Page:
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Liena Altai

Liena  Altai


Total Article : 47

About Me:Sixth form student with an interest in a wide variety of topics such as languages, history, philosophy, politics and literature

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French Revolution continued

French Revolution continued

The declaration of the rights of man and of the citizen (Déclaration des droits de l’homme et du citoyen”) was a statement of democratic principles inspired from the thinking of the likes of Jean Jaques Rousseau. It was signed on august the 4th, and attempted to replace the old regime with a new system involving freedom of speech, democracy, equal rights and opportunity and representative government. After the “death certificate of the old order”, and the chaos that ensued from the “great fear”, political, economic and social reform was inevitable. However, this reform proved a big challenge for the national assembly, already weighed down by having to work as a legislature during the economic crisis. Rather than being signed right away, it took months and months to create this new political idea, and to abolish all the old, traditional ideas. Issues such as the authority of the king remained strong, his image already weakened by a failed attempt to escape. Questions of responsibility for election of delegates also remained. What importance did the Catholic Church hold?  Does the French government have authority over the church? Finally, in September the 3rd in 1791, the establishment of a constitutional monarchy was formed. In this constitution, the king would retain power over subjects such as appointing ministers – a decision which Maximilien de Robespierre did not agree with. Yet again, the popular support for a different government was spurred on, and many even wanted the trial of Louis XVI.

By 1972, European monarchs were suspicious of France. They had witnessed the power of the French people over the monarchy and were worried that this sort of uprising might happen in their country. In France however, the public opinion was for war.  Revolutionaries wanted war because they because they had genuine desire to spread the ideas of the Revolution to all of Europe. On April 20, 1792, the Legislative Assembly (France's governing body, formed in 1791) declared war on Austria. Although the French fared poorly at first, the armies became more successful as the war progressed.  Then, a group of insurgents lead by the extremist Jacobins attacked the home of the king, who was arrested on august the 10th. The chaos that ensued not only lead to the massacre of hundreds of counterrevolutionaries, but the eventually killing of the king. On January the 21st  in 1793, the national convention sent King Louis XVI to his death. Marie-Antoinette (his wife) was also killed.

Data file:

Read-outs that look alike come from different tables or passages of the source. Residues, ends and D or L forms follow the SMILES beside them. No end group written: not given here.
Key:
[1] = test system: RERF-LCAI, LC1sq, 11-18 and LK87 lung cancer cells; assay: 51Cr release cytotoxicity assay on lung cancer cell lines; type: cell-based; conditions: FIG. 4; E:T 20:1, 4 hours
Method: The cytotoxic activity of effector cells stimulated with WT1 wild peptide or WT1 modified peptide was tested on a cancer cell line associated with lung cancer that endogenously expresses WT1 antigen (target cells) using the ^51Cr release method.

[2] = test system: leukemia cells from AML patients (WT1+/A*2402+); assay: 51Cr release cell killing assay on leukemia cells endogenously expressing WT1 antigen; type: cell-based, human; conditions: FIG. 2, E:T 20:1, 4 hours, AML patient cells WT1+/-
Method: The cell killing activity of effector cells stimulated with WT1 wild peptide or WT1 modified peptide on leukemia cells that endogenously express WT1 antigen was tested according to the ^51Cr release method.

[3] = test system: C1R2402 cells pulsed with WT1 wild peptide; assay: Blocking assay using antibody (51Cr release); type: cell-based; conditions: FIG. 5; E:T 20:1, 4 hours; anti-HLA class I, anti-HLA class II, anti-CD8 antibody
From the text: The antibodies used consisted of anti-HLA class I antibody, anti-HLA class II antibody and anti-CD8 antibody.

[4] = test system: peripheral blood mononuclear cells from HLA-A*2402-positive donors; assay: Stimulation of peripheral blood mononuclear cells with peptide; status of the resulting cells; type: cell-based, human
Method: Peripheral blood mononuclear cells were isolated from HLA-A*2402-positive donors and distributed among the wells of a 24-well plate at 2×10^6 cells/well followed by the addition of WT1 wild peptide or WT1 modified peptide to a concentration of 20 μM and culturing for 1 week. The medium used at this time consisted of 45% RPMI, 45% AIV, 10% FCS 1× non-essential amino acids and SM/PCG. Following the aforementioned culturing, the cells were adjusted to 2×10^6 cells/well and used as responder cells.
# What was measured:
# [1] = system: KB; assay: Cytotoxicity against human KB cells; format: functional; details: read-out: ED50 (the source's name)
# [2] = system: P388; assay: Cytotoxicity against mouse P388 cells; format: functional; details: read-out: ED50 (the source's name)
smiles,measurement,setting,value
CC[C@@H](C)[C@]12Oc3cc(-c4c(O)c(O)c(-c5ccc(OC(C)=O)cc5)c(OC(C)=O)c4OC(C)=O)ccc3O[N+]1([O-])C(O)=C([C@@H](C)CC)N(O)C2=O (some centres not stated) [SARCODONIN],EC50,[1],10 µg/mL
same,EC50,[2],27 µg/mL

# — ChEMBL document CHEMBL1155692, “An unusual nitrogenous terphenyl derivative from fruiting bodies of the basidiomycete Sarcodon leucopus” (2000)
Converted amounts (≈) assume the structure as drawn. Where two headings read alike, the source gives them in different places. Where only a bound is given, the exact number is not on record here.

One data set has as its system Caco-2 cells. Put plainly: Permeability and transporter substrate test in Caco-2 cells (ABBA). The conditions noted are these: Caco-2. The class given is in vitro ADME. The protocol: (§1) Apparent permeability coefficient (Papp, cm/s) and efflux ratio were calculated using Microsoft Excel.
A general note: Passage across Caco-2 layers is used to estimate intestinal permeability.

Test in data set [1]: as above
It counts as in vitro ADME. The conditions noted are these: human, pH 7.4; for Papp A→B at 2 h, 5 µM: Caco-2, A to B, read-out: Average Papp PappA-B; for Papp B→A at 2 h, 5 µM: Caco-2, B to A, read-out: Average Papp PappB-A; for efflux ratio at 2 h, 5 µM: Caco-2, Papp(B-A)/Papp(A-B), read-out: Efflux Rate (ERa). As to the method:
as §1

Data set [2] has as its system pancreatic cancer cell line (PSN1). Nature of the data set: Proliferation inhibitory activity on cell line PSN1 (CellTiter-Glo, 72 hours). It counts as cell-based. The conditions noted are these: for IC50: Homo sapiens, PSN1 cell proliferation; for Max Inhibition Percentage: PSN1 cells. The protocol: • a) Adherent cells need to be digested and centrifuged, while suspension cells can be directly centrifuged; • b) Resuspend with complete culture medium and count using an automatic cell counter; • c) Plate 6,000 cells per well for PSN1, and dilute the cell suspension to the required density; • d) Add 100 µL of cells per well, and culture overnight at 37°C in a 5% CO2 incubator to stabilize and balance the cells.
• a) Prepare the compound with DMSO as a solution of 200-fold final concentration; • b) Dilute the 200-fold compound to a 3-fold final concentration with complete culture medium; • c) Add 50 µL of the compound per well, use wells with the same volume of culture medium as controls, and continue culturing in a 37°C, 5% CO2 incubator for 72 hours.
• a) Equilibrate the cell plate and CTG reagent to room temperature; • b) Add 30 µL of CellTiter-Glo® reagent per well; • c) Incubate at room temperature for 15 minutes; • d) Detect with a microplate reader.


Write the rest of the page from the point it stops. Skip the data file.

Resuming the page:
This was the most violent phase of the revolution, and as the Jacobins seized control of the National Convention, Christianity was eradicated and the “reign of terror” commenced, in which enemies of the revolution were decapitated by the thousands. The reign of terror got so bad that the French people actually revolted against it. It was only in 1799, that France’s new leader Napoleon Bonaparte put an end to the French revolution, and the Napoleonic era began, in which France would grow in strength and dominate much of Europe.

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